Utility planners depend on an accurate estimate of normal weather to forecast resource needs and costs. But as the climate changes, so must the definition of ‘normal.’
The Innovation Imperative
Adaptive companies stand the greatest chance for success.
The IBM Institute for Business Value recently completed its biennial Global CEO Study , in which over 1,100 CEOs were interviewed in person about their views on changes in customer attitudes, business models, and the globalization of business. Based on these interviews, which spanned 40 nations and 32 industries, IBM compiled a comprehensive report, The Enterprise of the Future , which describes traits that the leading companies across all industries will share. Key industries—including utilities—also were evaluated individually to see how these traits might emerge as industries reshape and evolve in the face of customer demands, environmental pressures, global integration, workforce changes, and other challenges. Meeting these forces becomes even more challenging as executives sort out the current crisis impacting the global financial markets.
In many respects, utility CEOs expressed opinions on the future that were very similar to their peers across industries. Seventy to 80 percent of the CEO pool in general, and utility CEOs specifically, stated that they were bracing for substantial changes over the next three years. 1 These numbers significantly werehigher than those from two years earlier. 2 The emergence of more informed and collaborative consumers in particular is seen as a key change and a likely driver of new business; almost 70 percent of utility leaders see this new type of customer ultimately having a positive impact on the business. But in other areas, the CEO study results pointed out some of the challenges that utility executives face that differ in scope or intensity than those of many other industries.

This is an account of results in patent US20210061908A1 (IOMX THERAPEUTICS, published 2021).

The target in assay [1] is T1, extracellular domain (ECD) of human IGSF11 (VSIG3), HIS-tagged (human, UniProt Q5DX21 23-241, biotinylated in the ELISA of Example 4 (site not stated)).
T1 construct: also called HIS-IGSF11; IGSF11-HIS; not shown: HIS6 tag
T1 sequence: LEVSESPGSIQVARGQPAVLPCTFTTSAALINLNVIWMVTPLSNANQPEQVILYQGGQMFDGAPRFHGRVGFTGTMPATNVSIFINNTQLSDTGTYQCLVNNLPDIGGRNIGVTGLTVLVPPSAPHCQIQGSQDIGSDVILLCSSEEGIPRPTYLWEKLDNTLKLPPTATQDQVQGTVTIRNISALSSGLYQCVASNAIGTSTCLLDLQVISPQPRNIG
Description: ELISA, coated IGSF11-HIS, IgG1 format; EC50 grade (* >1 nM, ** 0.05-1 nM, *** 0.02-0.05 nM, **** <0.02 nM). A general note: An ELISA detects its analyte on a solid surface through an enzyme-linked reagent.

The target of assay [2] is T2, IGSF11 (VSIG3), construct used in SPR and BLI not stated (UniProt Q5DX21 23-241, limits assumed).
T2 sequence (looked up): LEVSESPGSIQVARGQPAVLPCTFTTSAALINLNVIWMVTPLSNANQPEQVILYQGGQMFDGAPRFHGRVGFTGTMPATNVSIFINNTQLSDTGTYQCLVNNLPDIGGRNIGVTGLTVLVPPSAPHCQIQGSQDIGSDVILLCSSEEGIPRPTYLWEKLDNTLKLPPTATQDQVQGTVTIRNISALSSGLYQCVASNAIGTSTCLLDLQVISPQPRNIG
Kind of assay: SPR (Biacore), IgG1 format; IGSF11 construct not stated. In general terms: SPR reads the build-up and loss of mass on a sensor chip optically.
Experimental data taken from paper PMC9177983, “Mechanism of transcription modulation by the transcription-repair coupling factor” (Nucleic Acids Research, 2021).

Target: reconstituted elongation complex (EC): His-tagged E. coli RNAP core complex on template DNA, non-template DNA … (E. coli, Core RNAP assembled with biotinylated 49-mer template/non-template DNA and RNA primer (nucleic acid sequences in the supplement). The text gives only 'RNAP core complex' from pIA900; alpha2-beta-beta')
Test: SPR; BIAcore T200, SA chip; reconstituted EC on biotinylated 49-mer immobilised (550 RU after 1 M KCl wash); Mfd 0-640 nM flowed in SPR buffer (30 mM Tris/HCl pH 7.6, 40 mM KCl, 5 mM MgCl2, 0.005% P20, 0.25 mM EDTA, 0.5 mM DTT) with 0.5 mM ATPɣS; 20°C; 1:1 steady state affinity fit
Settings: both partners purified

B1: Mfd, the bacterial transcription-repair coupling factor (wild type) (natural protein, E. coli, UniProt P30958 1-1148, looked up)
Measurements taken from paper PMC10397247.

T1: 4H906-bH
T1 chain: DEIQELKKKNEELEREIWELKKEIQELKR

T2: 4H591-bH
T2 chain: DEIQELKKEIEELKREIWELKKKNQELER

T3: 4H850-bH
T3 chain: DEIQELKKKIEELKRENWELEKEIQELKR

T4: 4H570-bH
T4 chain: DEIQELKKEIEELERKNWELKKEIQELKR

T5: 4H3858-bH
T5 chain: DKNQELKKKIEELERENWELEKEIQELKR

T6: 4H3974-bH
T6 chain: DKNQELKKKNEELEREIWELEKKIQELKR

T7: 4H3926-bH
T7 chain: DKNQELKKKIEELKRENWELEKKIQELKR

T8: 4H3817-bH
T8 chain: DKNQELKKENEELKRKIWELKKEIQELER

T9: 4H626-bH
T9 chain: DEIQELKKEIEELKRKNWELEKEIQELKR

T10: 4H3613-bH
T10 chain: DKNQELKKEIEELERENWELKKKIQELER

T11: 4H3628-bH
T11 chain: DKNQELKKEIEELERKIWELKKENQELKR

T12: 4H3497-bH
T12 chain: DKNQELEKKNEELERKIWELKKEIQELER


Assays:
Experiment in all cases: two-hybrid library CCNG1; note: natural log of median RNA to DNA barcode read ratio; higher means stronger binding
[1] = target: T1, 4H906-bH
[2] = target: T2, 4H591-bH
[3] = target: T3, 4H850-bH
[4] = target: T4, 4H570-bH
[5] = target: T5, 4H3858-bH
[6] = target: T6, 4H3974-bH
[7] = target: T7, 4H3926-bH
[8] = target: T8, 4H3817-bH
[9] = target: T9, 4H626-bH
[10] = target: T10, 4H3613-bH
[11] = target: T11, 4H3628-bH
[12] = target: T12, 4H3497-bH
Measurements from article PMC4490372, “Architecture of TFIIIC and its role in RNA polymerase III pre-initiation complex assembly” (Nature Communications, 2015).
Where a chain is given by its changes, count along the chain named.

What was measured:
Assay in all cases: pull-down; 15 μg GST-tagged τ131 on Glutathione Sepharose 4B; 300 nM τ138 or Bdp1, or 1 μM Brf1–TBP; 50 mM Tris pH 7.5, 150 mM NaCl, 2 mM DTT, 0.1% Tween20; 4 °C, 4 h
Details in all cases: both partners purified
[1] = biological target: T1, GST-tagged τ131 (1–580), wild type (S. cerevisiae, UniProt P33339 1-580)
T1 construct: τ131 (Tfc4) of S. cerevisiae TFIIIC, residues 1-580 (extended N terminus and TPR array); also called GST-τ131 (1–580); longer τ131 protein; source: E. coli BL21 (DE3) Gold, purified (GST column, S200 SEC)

Coping With Uncertainty
When asked to point to the external factors most likely to affect their business in the next three years, utility executives were almost five times as likely to include environmental issues on the list as did the average CEO (see Figure 1) . While the focus on environmental issues (particularly climate change) has increased across all industries, it is interesting to note that this ratio is almost exactly the same as it was in the 2006 version of the CEO Study —the industry clearly has maintained its leadership on recognizing and addressing the impact of its operations on the environment.
Sustaining this leadership position does not come easily, however. While utilities have been trailblazers in environmental stewardship on many fronts, there remains relentless uncertainty around the evolving nature of new carbon regulations, costs, and markets. This elevated level of scrutiny likely will transfer to all of the other corporate social responsibility (CSR) issues of concern to stakeholders as well.